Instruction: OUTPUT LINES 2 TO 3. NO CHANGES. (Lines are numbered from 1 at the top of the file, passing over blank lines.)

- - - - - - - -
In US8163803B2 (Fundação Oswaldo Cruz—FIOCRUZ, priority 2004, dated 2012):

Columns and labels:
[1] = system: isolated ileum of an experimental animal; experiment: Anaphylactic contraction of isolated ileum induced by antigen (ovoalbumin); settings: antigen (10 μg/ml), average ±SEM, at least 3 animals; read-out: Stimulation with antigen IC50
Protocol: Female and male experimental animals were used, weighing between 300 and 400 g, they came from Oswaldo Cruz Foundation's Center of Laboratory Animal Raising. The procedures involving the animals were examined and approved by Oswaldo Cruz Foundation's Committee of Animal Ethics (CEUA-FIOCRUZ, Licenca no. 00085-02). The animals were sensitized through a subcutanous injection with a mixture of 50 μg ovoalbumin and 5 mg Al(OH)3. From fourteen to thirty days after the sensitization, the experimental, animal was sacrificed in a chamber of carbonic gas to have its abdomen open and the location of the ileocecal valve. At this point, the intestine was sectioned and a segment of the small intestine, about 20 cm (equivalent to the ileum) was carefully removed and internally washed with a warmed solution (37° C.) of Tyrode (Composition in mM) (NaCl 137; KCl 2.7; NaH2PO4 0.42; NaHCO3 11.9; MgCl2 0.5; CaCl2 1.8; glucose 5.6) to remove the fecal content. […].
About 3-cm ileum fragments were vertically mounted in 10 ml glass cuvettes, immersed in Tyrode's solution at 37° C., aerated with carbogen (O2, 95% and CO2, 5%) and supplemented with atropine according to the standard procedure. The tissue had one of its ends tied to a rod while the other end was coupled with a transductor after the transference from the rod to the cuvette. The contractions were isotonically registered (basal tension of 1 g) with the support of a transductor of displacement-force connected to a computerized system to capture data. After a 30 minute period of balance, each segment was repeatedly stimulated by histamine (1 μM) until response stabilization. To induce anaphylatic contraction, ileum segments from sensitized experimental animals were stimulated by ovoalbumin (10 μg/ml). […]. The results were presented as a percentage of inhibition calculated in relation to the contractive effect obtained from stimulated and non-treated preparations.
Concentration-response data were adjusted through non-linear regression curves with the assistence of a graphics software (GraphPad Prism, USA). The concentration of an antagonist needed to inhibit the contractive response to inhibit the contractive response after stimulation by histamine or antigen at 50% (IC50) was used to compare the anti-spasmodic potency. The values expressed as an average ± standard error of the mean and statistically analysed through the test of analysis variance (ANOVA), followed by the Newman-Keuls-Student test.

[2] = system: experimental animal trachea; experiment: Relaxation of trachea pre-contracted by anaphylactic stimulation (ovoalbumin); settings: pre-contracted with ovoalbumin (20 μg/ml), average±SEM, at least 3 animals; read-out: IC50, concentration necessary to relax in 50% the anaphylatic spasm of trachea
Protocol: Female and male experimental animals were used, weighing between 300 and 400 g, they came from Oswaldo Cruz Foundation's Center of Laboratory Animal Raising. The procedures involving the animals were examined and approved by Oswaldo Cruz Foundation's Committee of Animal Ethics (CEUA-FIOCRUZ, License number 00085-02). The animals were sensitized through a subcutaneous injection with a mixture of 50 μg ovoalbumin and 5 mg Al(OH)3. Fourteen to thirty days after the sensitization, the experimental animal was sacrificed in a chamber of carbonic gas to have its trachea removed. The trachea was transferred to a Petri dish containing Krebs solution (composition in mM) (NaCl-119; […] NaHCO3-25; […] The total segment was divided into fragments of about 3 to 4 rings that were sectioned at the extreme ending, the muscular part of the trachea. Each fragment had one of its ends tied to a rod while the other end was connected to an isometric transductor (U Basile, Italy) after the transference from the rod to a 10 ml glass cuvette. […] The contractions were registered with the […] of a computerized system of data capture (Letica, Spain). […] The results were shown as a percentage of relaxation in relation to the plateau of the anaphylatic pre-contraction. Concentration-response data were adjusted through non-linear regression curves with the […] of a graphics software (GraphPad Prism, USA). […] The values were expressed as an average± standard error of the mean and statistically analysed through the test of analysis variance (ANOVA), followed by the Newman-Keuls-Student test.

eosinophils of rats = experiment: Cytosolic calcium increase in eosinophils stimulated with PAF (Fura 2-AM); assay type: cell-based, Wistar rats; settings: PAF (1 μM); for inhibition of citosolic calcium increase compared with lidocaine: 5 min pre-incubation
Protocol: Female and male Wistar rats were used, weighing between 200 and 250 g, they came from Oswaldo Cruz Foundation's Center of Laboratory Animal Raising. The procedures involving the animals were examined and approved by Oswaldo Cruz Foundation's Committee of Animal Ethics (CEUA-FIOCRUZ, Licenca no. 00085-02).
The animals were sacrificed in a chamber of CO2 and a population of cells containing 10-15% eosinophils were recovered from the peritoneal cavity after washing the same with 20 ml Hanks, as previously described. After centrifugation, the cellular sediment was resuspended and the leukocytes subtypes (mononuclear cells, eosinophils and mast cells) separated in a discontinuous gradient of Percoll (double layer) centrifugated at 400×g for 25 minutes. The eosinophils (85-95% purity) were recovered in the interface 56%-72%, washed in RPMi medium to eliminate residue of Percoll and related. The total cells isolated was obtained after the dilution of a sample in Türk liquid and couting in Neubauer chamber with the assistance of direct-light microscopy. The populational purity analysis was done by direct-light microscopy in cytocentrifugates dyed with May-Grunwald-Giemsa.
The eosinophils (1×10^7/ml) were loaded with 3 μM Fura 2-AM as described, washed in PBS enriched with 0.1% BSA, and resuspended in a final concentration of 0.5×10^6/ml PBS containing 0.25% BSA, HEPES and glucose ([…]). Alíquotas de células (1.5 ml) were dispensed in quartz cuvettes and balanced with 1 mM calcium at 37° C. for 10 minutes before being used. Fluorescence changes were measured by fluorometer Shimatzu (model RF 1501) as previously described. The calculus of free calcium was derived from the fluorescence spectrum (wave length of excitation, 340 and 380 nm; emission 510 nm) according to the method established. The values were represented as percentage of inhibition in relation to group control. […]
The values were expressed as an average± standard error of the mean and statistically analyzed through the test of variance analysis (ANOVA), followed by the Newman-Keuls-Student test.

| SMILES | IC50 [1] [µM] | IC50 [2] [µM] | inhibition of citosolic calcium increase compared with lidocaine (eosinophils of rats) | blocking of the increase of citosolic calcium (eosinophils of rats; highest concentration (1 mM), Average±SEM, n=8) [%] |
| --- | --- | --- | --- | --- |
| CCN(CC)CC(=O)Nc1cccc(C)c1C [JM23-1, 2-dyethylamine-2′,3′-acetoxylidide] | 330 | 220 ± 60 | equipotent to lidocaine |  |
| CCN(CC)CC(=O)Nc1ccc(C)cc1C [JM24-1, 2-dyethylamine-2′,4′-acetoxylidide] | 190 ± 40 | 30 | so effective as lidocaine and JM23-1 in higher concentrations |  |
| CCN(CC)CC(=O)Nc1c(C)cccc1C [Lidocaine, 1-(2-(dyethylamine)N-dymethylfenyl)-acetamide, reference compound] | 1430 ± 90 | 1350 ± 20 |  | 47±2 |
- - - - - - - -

Columns and labels:
[1] = system: isolated ileum of an experimental animal; experiment: Anaphylactic contraction of isolated ileum induced by antigen (ovoalbumin); settings: antigen (10 μg/ml), average ±SEM, at least 3 animals; read-out: Stimulation with antigen IC50